MVRDV’s Pushed Slab office block has a huge hole in its middle

Dezeen Book of Interviews: Winy Maas features in our new book, which is on sale now
“This emerged from an ambitious client, ICADE, and a city with a long term vision,” he said. “Pushed slab is an exemplary combination of high energy efficiency, economic reality and architectural quality,” explained MVRDV principal Winy Maas. A central lobby offers the main point of access to the building, while internal circulation centres around three staircase and lift cores. The Rotterdam-based architecture firm named the building Pushed Slab, after the way its volume has been “pushed until it breaks, then twisted and pushed to the south” to maintain a view to a nearby apartment building. There are also   22 solar thermal collectors, generating 45 per cent of the energy needed to heat the building’s water, while sunshades are integrated into the south facade to reduce solar gain. The new seven-storey structure is located on a former railway embankment in the 13th arrondissement of Paris. Related story: MVRDV converts a chapel into an entrance for the Stedelijk Museum Schiedam
It achieves this through 264 rooftop photovoltaic panels. This is intended to present “a calm side in dialogue with the urban fabric of the north side of Paris, and a more dynamic side facing south, rectangular to the boulevard”. It is the first building of the city’s proposed eco-quarter, so it has been designed to produce 90 megawatts of energy a year. Externally the building is clad with   FSC-certified timber. The gaping hole in the centre of this office block in Paris was designed by MVRDV to preserve views of another local building (+ slideshow). “The added demand of a preserved view line gave the project its exciting shape, it now respects the surrounding neighbours and it opens up its heart for a collective meaning.”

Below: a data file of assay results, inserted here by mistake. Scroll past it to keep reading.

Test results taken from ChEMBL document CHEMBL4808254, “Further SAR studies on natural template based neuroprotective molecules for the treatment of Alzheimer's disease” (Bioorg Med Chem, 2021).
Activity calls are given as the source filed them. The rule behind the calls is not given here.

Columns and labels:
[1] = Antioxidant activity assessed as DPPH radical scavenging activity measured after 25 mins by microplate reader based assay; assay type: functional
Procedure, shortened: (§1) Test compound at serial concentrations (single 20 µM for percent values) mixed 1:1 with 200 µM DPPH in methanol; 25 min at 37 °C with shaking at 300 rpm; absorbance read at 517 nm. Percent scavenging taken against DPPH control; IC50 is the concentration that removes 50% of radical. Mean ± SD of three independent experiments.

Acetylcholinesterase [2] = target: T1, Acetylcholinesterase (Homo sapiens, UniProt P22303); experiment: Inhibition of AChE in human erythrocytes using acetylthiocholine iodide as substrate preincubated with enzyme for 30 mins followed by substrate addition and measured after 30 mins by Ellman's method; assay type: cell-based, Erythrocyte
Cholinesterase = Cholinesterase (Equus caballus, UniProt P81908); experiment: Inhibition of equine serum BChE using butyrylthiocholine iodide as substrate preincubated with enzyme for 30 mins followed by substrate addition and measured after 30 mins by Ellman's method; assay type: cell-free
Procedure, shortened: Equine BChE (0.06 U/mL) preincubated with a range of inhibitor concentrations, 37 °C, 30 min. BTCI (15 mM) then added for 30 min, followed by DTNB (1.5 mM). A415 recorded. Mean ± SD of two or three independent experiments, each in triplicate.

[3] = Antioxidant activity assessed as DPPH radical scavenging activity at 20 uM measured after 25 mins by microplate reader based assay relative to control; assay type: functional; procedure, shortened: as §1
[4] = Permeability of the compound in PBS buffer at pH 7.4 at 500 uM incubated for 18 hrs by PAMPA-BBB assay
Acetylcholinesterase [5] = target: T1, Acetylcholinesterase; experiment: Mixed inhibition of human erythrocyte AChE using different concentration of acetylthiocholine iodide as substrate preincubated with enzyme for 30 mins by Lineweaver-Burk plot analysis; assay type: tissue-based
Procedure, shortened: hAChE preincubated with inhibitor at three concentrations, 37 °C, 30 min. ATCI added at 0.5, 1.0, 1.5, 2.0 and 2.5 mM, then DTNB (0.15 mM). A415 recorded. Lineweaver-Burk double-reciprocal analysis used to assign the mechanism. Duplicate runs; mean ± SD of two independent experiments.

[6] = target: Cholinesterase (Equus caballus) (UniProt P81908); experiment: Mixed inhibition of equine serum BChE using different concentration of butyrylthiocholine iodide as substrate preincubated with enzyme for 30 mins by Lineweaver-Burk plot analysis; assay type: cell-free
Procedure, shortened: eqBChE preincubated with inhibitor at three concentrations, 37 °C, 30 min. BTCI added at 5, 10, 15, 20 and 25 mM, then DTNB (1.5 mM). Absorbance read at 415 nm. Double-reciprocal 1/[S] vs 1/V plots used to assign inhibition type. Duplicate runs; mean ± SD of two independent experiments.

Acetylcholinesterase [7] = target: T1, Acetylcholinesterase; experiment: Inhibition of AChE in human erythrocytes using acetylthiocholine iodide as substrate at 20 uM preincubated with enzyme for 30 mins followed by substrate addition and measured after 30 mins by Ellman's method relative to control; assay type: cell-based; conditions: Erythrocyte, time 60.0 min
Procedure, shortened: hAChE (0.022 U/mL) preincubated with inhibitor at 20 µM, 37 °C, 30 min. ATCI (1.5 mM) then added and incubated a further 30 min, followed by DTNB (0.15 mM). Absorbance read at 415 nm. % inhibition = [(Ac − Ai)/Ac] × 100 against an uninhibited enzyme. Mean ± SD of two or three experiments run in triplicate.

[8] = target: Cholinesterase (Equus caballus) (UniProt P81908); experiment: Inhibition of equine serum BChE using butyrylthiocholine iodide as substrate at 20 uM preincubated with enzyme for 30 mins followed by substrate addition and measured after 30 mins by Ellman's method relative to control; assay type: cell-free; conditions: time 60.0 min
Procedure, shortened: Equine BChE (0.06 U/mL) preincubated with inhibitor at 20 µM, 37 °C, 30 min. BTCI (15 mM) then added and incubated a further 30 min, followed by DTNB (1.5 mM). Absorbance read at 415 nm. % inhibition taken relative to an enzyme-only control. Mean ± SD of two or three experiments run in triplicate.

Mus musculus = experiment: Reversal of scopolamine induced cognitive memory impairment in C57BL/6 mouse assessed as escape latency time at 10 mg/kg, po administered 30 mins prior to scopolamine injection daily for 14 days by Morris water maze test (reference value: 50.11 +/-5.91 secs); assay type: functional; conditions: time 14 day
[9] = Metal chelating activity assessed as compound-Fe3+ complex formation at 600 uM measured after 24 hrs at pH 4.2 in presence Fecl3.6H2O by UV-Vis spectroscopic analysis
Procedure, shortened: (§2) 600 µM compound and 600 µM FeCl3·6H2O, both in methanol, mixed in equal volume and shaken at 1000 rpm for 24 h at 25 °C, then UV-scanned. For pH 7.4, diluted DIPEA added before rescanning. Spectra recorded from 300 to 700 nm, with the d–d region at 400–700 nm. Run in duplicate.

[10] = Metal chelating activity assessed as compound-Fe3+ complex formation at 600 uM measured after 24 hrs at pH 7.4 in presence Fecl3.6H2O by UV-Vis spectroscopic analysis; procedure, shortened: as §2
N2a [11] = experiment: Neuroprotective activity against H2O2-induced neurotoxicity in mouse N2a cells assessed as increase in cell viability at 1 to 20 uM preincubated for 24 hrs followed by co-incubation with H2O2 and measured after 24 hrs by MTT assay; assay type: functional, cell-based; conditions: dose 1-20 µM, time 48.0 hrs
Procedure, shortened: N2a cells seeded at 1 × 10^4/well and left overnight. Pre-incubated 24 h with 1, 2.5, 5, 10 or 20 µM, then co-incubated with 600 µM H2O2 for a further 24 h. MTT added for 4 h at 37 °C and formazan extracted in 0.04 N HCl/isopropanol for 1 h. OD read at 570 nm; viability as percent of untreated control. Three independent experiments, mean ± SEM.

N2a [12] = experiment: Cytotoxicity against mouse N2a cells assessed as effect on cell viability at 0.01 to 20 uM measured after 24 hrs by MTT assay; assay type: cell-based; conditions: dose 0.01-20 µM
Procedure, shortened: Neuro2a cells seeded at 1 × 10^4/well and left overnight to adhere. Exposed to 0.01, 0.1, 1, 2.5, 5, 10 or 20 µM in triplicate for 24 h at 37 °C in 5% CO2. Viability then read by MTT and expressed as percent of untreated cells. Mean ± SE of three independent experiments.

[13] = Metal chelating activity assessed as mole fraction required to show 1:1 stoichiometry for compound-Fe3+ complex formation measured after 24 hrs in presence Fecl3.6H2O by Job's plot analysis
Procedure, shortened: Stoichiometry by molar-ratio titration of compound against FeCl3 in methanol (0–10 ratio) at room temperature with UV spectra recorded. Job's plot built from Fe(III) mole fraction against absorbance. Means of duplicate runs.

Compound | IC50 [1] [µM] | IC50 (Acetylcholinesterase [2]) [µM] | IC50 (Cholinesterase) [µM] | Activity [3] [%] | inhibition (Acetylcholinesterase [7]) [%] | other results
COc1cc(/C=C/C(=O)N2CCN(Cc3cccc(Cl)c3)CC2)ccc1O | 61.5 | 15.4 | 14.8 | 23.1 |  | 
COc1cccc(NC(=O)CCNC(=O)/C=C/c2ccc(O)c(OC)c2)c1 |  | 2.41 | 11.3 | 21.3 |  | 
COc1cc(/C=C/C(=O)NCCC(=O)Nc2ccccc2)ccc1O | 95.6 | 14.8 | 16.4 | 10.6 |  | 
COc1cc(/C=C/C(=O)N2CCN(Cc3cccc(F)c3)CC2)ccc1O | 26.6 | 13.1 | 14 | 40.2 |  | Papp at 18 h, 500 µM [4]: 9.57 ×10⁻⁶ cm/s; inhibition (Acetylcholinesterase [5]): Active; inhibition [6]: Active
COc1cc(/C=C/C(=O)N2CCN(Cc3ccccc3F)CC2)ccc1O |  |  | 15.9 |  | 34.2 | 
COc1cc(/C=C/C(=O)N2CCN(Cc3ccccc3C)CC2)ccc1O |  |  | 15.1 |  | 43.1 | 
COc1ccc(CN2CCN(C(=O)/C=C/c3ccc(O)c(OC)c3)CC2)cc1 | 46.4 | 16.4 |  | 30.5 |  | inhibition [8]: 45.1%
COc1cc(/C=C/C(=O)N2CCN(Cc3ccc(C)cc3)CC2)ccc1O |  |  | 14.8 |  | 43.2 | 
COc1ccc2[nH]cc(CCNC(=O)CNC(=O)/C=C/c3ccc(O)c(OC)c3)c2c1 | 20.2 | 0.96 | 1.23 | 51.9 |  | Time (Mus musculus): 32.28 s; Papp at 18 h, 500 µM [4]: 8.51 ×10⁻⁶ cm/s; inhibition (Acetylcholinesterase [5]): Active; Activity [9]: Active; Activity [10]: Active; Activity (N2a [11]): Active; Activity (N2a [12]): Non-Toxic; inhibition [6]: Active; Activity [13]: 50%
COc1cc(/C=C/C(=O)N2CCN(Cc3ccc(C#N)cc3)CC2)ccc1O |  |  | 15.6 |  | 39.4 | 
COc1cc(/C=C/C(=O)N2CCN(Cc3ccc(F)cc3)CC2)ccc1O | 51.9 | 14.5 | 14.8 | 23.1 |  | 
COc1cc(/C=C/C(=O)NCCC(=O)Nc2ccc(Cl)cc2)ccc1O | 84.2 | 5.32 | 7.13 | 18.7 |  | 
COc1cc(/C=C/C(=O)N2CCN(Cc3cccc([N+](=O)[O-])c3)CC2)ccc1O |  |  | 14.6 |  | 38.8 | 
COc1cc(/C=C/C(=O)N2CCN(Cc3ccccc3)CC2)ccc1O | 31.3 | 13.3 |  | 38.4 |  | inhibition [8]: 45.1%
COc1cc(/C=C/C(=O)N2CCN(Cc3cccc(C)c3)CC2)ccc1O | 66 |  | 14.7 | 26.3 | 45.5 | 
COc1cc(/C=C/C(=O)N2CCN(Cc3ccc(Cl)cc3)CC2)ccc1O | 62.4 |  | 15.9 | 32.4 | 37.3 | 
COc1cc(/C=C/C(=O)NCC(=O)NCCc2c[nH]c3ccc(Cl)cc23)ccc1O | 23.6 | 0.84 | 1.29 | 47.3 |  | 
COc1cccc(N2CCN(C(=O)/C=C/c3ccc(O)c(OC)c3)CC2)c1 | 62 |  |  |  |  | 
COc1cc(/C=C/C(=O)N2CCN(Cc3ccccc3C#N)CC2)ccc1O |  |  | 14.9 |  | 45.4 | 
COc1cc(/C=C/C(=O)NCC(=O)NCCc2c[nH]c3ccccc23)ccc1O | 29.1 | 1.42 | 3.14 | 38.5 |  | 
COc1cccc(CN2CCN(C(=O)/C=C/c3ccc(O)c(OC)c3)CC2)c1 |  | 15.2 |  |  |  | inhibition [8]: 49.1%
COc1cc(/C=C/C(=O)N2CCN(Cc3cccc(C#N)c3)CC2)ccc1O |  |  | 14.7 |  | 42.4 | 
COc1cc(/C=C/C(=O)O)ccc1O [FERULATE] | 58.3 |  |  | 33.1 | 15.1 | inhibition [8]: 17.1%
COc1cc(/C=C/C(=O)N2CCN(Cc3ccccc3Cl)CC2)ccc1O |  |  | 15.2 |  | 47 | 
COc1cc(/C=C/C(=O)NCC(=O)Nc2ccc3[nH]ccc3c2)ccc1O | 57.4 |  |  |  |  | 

MVRDV, whose horseshoe-shaped market hall and housing development opened last month, first unveiled its design for the 150-metre-long building in 2010. However the architects planned the building so it could also be rented out to various tenants without structural changes.

Updated: 28.11.2014 — 08:25